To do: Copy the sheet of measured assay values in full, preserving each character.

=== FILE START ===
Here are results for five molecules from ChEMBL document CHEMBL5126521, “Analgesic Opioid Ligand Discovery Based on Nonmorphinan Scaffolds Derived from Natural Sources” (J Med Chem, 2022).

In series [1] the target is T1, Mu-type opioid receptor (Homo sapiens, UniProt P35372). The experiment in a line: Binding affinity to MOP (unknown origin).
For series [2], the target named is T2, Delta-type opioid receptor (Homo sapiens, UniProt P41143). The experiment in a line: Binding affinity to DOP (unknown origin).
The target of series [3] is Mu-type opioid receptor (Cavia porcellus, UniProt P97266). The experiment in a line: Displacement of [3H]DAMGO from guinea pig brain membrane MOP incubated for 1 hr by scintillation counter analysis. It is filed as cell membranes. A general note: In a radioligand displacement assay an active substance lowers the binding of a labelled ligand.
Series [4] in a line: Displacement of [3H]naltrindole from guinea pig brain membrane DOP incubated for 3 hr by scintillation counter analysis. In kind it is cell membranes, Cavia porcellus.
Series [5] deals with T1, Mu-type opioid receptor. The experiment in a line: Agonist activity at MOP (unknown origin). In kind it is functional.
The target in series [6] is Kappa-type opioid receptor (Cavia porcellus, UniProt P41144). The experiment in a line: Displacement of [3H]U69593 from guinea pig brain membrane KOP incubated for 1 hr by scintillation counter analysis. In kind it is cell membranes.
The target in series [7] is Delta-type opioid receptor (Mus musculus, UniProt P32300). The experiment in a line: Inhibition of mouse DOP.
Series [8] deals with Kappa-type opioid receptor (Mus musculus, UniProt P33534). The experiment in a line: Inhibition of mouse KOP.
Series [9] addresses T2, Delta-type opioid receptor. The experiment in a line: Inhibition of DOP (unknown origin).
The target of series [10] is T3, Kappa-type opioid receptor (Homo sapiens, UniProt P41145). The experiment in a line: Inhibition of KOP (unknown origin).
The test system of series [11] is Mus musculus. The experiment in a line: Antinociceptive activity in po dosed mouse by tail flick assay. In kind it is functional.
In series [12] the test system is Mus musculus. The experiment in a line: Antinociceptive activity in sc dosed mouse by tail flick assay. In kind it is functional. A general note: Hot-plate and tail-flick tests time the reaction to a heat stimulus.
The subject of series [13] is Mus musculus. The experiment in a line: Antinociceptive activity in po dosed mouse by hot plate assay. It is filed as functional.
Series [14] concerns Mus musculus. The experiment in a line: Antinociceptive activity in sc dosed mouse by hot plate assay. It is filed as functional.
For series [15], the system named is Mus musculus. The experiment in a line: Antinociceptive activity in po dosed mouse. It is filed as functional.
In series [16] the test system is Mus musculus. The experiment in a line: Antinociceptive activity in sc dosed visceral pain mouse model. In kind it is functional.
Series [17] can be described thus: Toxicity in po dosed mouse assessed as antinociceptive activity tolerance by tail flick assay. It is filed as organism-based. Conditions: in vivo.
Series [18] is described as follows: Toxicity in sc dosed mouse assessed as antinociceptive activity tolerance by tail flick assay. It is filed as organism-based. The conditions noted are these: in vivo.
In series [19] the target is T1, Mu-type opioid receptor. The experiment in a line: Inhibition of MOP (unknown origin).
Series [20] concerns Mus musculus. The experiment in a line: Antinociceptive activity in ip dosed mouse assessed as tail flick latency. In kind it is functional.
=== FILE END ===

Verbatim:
Here are results for five molecules from ChEMBL document CHEMBL5126521, “Analgesic Opioid Ligand Discovery Based on Nonmorphinan Scaffolds Derived from Natural Sources” (J Med Chem, 2022).

In series [1] the target is T1, Mu-type opioid receptor (Homo sapiens, UniProt P35372). The experiment in a line: Binding affinity to MOP (unknown origin).
For series [2], the target named is T2, Delta-type opioid receptor (Homo sapiens, UniProt P41143). The experiment in a line: Binding affinity to DOP (unknown origin).
The target of series [3] is Mu-type opioid receptor (Cavia porcellus, UniProt P97266). The experiment in a line: Displacement of [3H]DAMGO from guinea pig brain membrane MOP incubated for 1 hr by scintillation counter analysis. It is filed as cell membranes. A general note: In a radioligand displacement assay an active substance lowers the binding of a labelled ligand.
Series [4] in a line: Displacement of [3H]naltrindole from guinea pig brain membrane DOP incubated for 3 hr by scintillation counter analysis. In kind it is cell membranes, Cavia porcellus.
Series [5] deals with T1, Mu-type opioid receptor. The experiment in a line: Agonist activity at MOP (unknown origin). In kind it is functional.
The target in series [6] is Kappa-type opioid receptor (Cavia porcellus, UniProt P41144). The experiment in a line: Displacement of [3H]U69593 from guinea pig brain membrane KOP incubated for 1 hr by scintillation counter analysis. In kind it is cell membranes.
The target in series [7] is Delta-type opioid receptor (Mus musculus, UniProt P32300). The experiment in a line: Inhibition of mouse DOP.
Series [8] deals with Kappa-type opioid receptor (Mus musculus, UniProt P33534). The experiment in a line: Inhibition of mouse KOP.
Series [9] addresses T2, Delta-type opioid receptor. The experiment in a line: Inhibition of DOP (unknown origin).
The target of series [10] is T3, Kappa-type opioid receptor (Homo sapiens, UniProt P41145). The experiment in a line: Inhibition of KOP (unknown origin).
The test system of series [11] is Mus musculus. The experiment in a line: Antinociceptive activity in po dosed mouse by tail flick assay. In kind it is functional.
In series [12] the test system is Mus musculus. The experiment in a line: Antinociceptive activity in sc dosed mouse by tail flick assay. In kind it is functional. A general note: Hot-plate and tail-flick tests time the reaction to a heat stimulus.
The subject of series [13] is Mus musculus. The experiment in a line: Antinociceptive activity in po dosed mouse by hot plate assay. It is filed as functional.
Series [14] concerns Mus musculus. The experiment in a line: Antinociceptive activity in sc dosed mouse by hot plate assay. It is filed as functional.
For series [15], the system named is Mus musculus. The experiment in a line: Antinociceptive activity in po dosed mouse. It is filed as functional.
In series [16] the test system is Mus musculus. The experiment in a line: Antinociceptive activity in sc dosed visceral pain mouse model. In kind it is functional.
Series [17] can be described thus: Toxicity in po dosed mouse assessed as antinociceptive activity tolerance by tail flick assay. It is filed as organism-based. Conditions: in vivo.
Series [18] is described as follows: Toxicity in sc dosed mouse assessed as antinociceptive activity tolerance by tail flick assay. It is filed as organism-based. The conditions noted are these: in vivo.
In series [19] the target is T1, Mu-type opioid receptor. The experiment in a line: Inhibition of MOP (unknown origin).
Series [20] concerns Mus musculus. The experiment in a line: Antinociceptive activity in ip dosed mouse assessed as tail flick latency. In kind it is functional.